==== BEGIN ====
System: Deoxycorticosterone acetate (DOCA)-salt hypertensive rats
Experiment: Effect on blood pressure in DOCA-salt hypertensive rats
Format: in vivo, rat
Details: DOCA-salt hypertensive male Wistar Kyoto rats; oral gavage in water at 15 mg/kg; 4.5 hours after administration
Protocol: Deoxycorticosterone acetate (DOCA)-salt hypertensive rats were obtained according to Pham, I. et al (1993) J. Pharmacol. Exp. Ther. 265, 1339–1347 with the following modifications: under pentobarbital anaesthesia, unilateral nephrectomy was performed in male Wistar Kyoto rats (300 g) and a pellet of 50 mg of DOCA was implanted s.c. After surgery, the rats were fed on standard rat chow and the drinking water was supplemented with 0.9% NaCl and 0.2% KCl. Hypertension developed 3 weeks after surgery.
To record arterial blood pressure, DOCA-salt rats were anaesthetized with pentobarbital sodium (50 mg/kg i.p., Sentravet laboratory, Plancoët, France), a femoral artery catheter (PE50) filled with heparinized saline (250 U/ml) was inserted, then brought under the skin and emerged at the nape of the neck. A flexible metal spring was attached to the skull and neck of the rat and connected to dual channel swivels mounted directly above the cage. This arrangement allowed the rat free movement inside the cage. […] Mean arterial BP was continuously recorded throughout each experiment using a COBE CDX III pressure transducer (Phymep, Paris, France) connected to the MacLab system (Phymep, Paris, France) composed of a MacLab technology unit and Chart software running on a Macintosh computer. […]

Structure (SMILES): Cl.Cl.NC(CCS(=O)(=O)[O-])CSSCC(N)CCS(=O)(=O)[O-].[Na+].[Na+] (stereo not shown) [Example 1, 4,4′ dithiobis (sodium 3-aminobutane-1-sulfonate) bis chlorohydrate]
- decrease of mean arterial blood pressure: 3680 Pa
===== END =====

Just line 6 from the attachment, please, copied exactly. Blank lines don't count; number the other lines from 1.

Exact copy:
To record arterial blood pressure, DOCA-salt rats were anaesthetized with pentobarbital sodium (50 mg/kg i.p., Sentravet laboratory, Plancoët, France), a femoral artery catheter (PE50) filled with heparinized saline (250 U/ml) was inserted, then brought under the skin and emerged at the nape of the neck. A flexible metal spring was attached to the skull and neck of the rat and connected to dual channel swivels mounted directly above the cage. This arrangement allowed the rat free movement inside the cage. […] Mean arterial BP was continuously recorded throughout each experiment using a COBE CDX III pressure transducer (Phymep, Paris, France) connected to the MacLab system (Phymep, Paris, France) composed of a MacLab technology unit and Chart software running on a Macintosh computer. […]